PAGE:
It's difficult to know what the folks at Funny or Die were thinking when they created the miniseries spoof "The Spoils of Babylon" debuting Thursday on IFC.
The all-star cast, which includes Will Ferrell, Kristen Wiig, Tobey Maguire and Tim Robbins, is certainly a draw, as is the Funny or Die pedigree. Founded by Ferrell's and Adam McKay's production team, the comedy website has become a key player in entertainment's digital ecosystem. A video imagining "Downton Abbey's" Michelle Dockery in her next role as a tough cop recently made the rounds, and last fall, Comedy Central launched "Drunk History," based on the Funny or Die Web series.
But a parody of the overwrought miniseries that littered TV in the 1970s and '80s, no matter how star-studded, seems too retro for its own good.
Indeed, it's difficult to imagine that Maguire, much less the typical Funny or Die fan, is old enough to remember such television events as "East of Eden," "Rich Man, Poor Man" or "The Thorn Birds." And why make fun of them now? Yes, after years of lying dormant unto the point of death, the miniseries is making something of a comeback, but in shapes more "American Horror Story" than "Centennial."
Each half hour of "The Spoils of Babylon" is introduced by Eric Jonrosh (Ferrell), the fictitious author of a bestselling epic that he has single-handedly turned into a miniseries. Swaddled in a beard and a fat suit, addressing the camera from behind a phalanx of wine glasses, Ferrell channels the Paul Masson era Orson Welles ("We will sell no wine before its time") down to the drunken outtakes and invective against the long knives of Hollywood.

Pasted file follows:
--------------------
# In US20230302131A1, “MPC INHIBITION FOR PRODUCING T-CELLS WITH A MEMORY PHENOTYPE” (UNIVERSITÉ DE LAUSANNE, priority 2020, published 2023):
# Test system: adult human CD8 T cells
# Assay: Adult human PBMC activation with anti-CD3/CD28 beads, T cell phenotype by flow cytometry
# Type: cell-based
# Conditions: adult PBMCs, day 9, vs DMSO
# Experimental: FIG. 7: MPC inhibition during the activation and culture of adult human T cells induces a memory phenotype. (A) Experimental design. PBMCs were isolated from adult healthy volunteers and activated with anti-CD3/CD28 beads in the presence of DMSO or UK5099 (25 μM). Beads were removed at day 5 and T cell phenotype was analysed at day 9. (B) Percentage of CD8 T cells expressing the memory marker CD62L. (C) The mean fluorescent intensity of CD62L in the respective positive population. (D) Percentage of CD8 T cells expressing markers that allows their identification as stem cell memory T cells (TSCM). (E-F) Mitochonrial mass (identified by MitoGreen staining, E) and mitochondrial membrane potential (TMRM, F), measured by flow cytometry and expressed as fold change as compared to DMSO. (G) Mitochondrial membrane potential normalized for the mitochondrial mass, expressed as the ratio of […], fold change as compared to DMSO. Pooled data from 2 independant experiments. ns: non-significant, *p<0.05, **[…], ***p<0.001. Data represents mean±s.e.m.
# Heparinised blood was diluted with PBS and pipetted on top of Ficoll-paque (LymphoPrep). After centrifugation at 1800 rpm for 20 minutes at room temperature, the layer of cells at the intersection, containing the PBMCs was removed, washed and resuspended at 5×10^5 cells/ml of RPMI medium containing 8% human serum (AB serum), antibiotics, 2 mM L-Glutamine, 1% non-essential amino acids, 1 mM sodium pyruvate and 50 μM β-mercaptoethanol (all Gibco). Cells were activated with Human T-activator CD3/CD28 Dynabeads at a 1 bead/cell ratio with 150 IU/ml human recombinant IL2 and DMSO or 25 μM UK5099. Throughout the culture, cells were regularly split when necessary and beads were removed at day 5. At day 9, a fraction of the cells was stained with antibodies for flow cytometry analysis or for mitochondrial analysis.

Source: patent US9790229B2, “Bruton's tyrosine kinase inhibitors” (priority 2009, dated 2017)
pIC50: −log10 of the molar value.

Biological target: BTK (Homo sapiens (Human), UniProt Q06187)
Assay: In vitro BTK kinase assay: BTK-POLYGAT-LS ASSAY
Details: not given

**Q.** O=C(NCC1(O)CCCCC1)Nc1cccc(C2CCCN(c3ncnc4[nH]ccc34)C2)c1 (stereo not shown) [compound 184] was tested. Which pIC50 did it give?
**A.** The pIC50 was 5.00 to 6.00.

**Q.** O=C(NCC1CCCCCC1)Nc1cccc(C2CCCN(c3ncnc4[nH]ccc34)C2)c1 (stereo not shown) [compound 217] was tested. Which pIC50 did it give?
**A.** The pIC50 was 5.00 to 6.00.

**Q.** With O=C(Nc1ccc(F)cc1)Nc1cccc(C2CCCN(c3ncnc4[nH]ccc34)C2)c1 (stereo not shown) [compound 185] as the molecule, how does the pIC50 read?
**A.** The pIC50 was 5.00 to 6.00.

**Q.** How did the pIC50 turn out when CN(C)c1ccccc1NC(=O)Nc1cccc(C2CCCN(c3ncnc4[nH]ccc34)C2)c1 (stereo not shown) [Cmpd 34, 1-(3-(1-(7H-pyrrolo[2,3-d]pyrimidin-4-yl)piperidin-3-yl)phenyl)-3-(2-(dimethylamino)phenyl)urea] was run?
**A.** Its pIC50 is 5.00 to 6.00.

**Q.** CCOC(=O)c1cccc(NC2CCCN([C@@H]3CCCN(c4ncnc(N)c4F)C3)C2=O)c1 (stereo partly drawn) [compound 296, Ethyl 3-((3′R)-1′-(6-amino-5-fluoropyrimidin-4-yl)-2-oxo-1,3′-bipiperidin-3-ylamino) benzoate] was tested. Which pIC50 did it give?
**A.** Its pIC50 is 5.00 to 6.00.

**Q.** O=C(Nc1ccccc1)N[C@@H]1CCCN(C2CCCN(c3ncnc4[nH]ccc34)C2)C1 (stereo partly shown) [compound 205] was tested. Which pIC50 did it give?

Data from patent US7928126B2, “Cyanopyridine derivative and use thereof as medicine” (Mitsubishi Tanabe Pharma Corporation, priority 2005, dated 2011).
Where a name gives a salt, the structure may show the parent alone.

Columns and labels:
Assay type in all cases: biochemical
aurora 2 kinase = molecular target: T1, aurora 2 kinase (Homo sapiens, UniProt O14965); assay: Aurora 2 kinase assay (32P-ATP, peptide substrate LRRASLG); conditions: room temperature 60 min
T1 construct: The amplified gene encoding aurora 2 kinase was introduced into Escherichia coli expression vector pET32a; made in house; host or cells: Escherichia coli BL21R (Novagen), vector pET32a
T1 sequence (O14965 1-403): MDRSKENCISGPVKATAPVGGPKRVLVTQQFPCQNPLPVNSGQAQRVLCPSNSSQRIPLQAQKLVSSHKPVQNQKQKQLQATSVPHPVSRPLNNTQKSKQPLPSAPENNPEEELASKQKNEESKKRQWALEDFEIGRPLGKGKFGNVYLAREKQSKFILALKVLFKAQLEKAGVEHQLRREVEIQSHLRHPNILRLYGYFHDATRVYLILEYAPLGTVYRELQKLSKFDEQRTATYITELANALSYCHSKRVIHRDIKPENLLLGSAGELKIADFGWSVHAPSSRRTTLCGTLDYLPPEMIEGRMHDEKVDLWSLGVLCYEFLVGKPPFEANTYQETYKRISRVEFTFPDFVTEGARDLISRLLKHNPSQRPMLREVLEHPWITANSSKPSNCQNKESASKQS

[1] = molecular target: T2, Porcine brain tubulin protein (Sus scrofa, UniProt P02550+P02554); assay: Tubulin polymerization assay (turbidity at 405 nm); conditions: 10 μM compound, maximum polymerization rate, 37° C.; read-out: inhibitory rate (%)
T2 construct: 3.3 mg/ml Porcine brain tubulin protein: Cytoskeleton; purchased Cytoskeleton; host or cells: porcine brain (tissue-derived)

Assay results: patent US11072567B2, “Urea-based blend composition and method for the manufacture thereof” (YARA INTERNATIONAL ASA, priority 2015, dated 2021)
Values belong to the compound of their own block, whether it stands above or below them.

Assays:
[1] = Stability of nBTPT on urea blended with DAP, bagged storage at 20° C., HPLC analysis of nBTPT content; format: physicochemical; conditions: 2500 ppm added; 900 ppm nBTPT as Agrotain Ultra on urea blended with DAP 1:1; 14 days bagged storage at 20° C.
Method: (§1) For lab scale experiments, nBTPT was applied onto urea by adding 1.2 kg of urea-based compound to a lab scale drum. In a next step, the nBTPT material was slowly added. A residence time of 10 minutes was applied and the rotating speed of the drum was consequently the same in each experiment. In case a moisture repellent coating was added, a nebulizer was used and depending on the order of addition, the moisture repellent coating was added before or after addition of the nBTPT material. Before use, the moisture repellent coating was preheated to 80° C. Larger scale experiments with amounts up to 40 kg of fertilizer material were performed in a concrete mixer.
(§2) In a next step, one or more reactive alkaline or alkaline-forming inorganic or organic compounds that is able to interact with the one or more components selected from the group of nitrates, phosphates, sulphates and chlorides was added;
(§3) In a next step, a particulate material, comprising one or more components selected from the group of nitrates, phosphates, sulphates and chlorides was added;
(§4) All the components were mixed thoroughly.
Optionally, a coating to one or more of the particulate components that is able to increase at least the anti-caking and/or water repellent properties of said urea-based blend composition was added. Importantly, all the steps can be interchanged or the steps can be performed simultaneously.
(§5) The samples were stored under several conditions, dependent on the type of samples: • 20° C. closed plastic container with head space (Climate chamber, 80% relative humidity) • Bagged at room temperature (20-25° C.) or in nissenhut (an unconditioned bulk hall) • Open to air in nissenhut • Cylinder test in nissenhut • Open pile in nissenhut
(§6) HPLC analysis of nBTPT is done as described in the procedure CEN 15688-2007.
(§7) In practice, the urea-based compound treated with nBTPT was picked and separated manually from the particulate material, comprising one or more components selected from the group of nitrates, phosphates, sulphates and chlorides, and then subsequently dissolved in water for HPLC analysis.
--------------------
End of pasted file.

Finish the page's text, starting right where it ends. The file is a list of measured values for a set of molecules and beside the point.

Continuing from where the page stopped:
It's funny enough to those of us who actually remember the regrettable final stages of Welles' career, though I'm not sure what the young folk will think. Perhaps the sight of Ferrell in a funny hat, what with all the "Anchorman 2" frenzy, will be enough.
The story within the story is similarly archaic, following the orphan Devon (Maguire), who is taken in by kindly farmer Jonas Morehouse (Robbins) and his young daughter Cynthia (Wiig), who is more interested in Devon as a lover than an adopted sibling, and the fallout of their lives after the farmer strikes oil.
Using miniature re-creations for exteriors, complete with toy cars, "Spoils of Babylon" sends up the cheesy production values of many miniseries, along with the soap-operatic dialogue, absurd plot twists and overdone scenarios.
Some of these bits work very well, albeit as free-floating shards of comedy. The opening sequence, in which adult Devon is shot and then drives to his office to begin telling his tale, as well as second-episode scenes in which he brings home his new wife, who is a mannequin, are absolutely hilarious.
But parody works best when its subject is either truly iconic or still relatively fresh in the minds of the audience and, mercifully, the B-list miniseries of yesteryear are neither.
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'The Spoils of Babylon'
When: 10 p.m. Thursday
Rating: TV-14-LSV (may be unsuitable for children under the age of 14 with advisories for coarse language, sex and violence)